37Body is consumed by fire; good and evil deeds alone accompany the deceased.
38Therefore, for your welfare, you perform immediately the funeral rites of the kinless deceased, as you are mortal yourself.
39With your emaciated form and fierce book, you seem to be a ghost. O King of ghosts, now, tell me all about yourself in order to relieve my anxiety. Thus asked, the king of ghosts began to tell all about himself.
40O best of kings, I shall tell you all about myself from the very start. After hearing the causes that obtained ghost hood for me, you will have sympathy for me.
41There is a city Vidisa by name, full of pleasure and prosperity. It has many Janapadas and abounds in abundant treasure.
42It has forests of flowers where dwell the holy sages. I too lived there, O king; engaged in the worship of gods.
43I belong to the Vaisya caste, and my name is Sudeva. I propitiated the deities with oblations and the manes with sraddhas.
44I presented gifts to the Brahmanas and donated food.
45I gave money and precious articles to the poor and the needy. But by bad luck all that went in vain.
46I had no progeny, no friends, no kins and no friends who could perform my funeral rites.
47-49For that reason, my ghost hood became perpetual. Now hear, 0 king, there are sixteen principal Sraddhas the eleventh day, monthly, half-quarterly, six monthly, etc. The dead who do not receive these Sraddhas tum into ghosts perpetually even though hundreds of other Sraddhas are performed for them. Knowing this, O king, you perform Sraddhas and release me from ghost hood.
50For, a king is the relative of all castes. Therefore, I request you to release me from ghost hood. I give you the best of jewels in my custody.
51Taking pity on me, O king, you act in such a way that I may be released from ghost hood.
52-53(Moreover, I may sell you why I became a ghost). My kins being disinterested in me did not perform Vrishotsarga in my favour. Hence, I was transformed into ghost. I feel constantly hungry and thirsty, for want of food and drink. Hence, this deformity and leanness without food.
54I suffer pain due to hunger and thirst, for this ghost-hood is malevolent.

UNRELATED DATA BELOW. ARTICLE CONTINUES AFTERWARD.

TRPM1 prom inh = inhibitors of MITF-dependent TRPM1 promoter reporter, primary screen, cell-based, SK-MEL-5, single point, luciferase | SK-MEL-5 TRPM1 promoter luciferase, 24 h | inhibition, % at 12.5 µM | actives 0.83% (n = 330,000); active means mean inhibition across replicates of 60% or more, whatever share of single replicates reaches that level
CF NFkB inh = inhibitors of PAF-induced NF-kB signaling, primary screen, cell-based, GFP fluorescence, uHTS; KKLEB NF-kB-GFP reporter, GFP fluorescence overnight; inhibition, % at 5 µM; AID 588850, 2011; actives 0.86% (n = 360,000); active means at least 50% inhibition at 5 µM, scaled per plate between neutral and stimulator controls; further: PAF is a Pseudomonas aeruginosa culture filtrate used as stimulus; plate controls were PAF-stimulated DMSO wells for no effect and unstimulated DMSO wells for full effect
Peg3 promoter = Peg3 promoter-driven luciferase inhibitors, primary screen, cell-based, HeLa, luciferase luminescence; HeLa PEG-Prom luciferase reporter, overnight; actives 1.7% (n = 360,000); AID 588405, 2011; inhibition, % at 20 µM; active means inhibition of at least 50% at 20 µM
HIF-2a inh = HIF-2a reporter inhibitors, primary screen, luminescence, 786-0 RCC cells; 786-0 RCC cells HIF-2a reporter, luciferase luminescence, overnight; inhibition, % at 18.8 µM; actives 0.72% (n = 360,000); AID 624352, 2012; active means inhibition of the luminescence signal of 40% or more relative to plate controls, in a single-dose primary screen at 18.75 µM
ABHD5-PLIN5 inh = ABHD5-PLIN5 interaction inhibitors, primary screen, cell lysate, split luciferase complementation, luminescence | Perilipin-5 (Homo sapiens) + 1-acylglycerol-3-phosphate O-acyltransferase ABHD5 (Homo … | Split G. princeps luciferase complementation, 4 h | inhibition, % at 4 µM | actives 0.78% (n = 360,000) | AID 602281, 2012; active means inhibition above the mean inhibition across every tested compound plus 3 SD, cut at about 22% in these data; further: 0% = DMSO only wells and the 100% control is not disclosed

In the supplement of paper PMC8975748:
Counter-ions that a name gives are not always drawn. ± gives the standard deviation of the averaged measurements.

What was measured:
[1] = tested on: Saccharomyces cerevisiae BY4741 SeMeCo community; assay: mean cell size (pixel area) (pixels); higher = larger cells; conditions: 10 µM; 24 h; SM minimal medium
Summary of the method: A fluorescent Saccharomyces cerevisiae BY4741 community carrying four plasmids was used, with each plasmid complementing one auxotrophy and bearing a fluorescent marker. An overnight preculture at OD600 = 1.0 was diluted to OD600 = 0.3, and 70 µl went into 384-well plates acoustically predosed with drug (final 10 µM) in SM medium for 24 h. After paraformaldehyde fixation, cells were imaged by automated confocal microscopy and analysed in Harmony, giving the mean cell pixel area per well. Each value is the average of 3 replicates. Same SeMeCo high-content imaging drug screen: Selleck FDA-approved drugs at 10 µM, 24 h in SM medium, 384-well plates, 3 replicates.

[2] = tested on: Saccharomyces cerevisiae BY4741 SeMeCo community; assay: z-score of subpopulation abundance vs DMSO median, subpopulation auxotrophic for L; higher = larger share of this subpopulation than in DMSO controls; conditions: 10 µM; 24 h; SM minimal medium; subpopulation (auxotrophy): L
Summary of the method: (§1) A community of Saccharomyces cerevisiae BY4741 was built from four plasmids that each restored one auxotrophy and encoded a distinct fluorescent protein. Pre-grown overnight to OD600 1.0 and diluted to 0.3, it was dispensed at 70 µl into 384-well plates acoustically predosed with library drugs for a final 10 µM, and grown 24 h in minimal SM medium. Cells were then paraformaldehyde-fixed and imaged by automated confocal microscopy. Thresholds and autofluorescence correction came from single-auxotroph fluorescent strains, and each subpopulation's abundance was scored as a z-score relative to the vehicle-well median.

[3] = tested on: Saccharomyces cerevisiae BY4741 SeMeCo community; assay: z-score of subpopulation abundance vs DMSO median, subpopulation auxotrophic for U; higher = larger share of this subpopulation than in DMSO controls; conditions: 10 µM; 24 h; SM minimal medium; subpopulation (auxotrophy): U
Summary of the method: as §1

55I therefore, pray you, O king, for you are the ocean of pity.
56aTell me, O ghost, how one is released from; ghost hood.
56bThe people can infer about the present of a ghost at home by signs and tormentations.
57I shall now tell you about tormentations given by the ghost to the people on earth. When the menses of the women go in vain and the family does not multiply.
58-62When men die young it is tormentation by ghost. Sudden loss in profession and insult among the people, sudden setting of house on fire, permanent quarrelling at home, false praise, suffering from consumption and foul diseases are due to tormentation by ghost. When the money invested in the customary way bears no fruit but is destroyed, it is due to tormentation by ghost. When crops are ruined even after proper rains, when commerce is unsuccessful, when wife creates tension, it is due to tormentation by ghosts. By these tormentations, O king, people can know about the presence of ghost at home.
63If Vrishotsarga is done properly, one is released from ghost hood. Hence, 0 king, I pray you to perform Vrishotsarga in my favour.
64I authorize you to perform this rite for me. Once, I killed a certain prince and as a result thereof I became ghost.
65O king please take this precious gem from me and with the money received through it, perform Vrishotsarga for me on the full moon day in the month of Karttika or Asvayuj or on the day conjunct with Revati. For performing Vrishotsarga you invite the learned Brahmanas and set up fire as prescribed in the Sastras.
66-67Then perform sacrifice, reciting the prescribed mantras. You shall feast the Brahmanas, spending the money obtained by the sale of this jewel When this is done, I shall be released from ghost hood, O king.
68Sri Krishna says: -The king took the jewel, saying, ‘be it so’.
69-71He had no alternative but to perform the rite, for he had taken the gem from the ghost. When the ghost and the king were talking together, there was heard a resounding noise of bells and trumpets. At the indication that the king’s Caturanga army was close by, the ghost disappeared. The king too left the forest for the capital.
72Then on the Karttiki Purnima with the money realized from the sale of the jewel, the king performed Vrishotsarga for the ghost.
73The ghost obtained a new body as splendid as gold, at the end of the rite. He approached the king in the new splendid body and eulogized him. Attributing his release from ghost hood to the pious deed of the king he was grateful to him for the obsequies he had made in his favour.
74Thus, I have told you how the ghost was released. What else do you desire to hear?